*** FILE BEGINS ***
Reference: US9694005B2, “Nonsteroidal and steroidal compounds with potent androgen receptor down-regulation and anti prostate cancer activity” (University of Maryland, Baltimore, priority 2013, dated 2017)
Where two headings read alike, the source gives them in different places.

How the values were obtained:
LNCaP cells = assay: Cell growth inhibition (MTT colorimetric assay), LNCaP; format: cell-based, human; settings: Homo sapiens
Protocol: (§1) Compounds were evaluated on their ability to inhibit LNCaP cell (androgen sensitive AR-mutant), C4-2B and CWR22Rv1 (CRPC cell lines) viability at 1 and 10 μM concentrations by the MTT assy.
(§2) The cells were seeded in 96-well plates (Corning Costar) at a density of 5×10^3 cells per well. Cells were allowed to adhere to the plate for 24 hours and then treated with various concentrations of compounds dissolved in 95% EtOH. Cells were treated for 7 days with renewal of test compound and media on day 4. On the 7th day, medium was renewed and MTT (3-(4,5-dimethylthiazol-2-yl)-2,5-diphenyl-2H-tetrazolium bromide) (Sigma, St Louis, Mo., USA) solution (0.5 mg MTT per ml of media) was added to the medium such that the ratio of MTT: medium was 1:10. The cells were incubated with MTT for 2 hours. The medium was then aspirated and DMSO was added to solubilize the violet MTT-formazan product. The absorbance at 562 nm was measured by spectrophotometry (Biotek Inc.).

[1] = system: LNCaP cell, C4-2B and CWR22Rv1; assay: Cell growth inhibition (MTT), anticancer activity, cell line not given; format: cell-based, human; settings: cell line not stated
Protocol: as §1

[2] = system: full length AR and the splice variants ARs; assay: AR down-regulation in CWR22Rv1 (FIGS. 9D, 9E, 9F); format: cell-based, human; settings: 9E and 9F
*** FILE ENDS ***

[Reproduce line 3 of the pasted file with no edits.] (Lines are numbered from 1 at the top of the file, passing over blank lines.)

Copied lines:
How the values were obtained: